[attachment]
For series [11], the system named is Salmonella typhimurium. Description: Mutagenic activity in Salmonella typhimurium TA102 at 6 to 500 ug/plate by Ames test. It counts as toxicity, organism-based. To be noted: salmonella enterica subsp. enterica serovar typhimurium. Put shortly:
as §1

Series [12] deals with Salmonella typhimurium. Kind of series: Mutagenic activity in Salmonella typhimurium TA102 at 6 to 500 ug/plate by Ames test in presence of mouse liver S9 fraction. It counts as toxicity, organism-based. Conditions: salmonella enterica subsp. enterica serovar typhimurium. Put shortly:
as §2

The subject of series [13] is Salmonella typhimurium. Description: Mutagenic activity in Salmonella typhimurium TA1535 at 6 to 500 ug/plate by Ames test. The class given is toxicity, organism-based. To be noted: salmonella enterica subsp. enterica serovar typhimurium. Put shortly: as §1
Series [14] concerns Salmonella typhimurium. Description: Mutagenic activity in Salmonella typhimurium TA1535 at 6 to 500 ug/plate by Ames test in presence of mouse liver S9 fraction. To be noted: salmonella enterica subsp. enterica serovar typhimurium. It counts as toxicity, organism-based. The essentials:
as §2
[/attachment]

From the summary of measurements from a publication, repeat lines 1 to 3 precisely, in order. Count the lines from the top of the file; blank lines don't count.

For series [11], the system named is Salmonella typhimurium. Description: Mutagenic activity in Salmonella typhimurium TA102 at 6 to 500 ug/plate by Ames test. It counts as toxicity, organism-based. To be noted: salmonella enterica subsp. enterica serovar typhimurium. Put shortly:
as §1

Series [12] deals with Salmonella typhimurium. Kind of series: Mutagenic activity in Salmonella typhimurium TA102 at 6 to 500 ug/plate by Ames test in presence of mouse liver S9 fraction. It counts as toxicity, organism-based. Conditions: salmonella enterica subsp. enterica serovar typhimurium. Put shortly: